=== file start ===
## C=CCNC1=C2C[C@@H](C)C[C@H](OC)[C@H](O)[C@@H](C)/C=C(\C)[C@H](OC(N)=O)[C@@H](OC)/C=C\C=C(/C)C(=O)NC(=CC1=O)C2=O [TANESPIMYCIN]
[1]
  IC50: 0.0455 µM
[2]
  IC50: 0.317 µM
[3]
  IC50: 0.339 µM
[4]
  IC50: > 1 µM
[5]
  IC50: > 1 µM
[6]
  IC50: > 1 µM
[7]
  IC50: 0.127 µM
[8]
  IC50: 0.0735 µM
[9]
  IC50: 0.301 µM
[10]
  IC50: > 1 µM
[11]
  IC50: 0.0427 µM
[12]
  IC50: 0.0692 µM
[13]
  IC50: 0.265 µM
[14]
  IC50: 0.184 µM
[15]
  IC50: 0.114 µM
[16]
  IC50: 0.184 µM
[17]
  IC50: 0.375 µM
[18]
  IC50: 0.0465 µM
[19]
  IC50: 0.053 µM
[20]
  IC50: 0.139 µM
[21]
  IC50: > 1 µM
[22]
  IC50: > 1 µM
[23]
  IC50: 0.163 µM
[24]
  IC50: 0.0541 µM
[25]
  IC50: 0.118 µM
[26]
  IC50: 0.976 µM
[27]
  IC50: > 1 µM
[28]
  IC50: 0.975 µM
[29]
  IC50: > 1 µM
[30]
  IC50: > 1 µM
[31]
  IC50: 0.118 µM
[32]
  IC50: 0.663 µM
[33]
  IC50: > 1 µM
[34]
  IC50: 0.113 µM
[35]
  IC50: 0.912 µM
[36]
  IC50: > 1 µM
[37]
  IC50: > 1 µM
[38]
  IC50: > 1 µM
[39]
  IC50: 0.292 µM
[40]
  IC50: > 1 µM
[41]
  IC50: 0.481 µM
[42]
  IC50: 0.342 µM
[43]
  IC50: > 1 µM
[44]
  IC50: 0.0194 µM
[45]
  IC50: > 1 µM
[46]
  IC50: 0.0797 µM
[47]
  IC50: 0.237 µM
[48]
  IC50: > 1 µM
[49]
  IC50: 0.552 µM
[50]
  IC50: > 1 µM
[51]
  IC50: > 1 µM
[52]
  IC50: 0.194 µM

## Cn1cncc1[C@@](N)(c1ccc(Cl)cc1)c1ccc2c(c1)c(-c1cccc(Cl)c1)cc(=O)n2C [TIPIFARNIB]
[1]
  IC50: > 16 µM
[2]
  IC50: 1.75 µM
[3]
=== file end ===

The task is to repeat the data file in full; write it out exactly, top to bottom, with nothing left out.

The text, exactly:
## C=CCNC1=C2C[C@@H](C)C[C@H](OC)[C@H](O)[C@@H](C)/C=C(\C)[C@H](OC(N)=O)[C@@H](OC)/C=C\C=C(/C)C(=O)NC(=CC1=O)C2=O [TANESPIMYCIN]
[1]
  IC50: 0.0455 µM
[2]
  IC50: 0.317 µM
[3]
  IC50: 0.339 µM
[4]
  IC50: > 1 µM
[5]
  IC50: > 1 µM
[6]
  IC50: > 1 µM
[7]
  IC50: 0.127 µM
[8]
  IC50: 0.0735 µM
[9]
  IC50: 0.301 µM
[10]
  IC50: > 1 µM
[11]
  IC50: 0.0427 µM
[12]
  IC50: 0.0692 µM
[13]
  IC50: 0.265 µM
[14]
  IC50: 0.184 µM
[15]
  IC50: 0.114 µM
[16]
  IC50: 0.184 µM
[17]
  IC50: 0.375 µM
[18]
  IC50: 0.0465 µM
[19]
  IC50: 0.053 µM
[20]
  IC50: 0.139 µM
[21]
  IC50: > 1 µM
[22]
  IC50: > 1 µM
[23]
  IC50: 0.163 µM
[24]
  IC50: 0.0541 µM
[25]
  IC50: 0.118 µM
[26]
  IC50: 0.976 µM
[27]
  IC50: > 1 µM
[28]
  IC50: 0.975 µM
[29]
  IC50: > 1 µM
[30]
  IC50: > 1 µM
[31]
  IC50: 0.118 µM
[32]
  IC50: 0.663 µM
[33]
  IC50: > 1 µM
[34]
  IC50: 0.113 µM
[35]
  IC50: 0.912 µM
[36]
  IC50: > 1 µM
[37]
  IC50: > 1 µM
[38]
  IC50: > 1 µM
[39]
  IC50: 0.292 µM
[40]
  IC50: > 1 µM
[41]
  IC50: 0.481 µM
[42]
  IC50: 0.342 µM
[43]
  IC50: > 1 µM
[44]
  IC50: 0.0194 µM
[45]
  IC50: > 1 µM
[46]
  IC50: 0.0797 µM
[47]
  IC50: 0.237 µM
[48]
  IC50: > 1 µM
[49]
  IC50: 0.552 µM
[50]
  IC50: > 1 µM
[51]
  IC50: > 1 µM
[52]
  IC50: 0.194 µM

## Cn1cncc1[C@@](N)(c1ccc(Cl)cc1)c1ccc2c(c1)c(-c1cccc(Cl)c1)cc(=O)n2C [TIPIFARNIB]
[1]
  IC50: > 16 µM
[2]
  IC50: 1.75 µM
[3]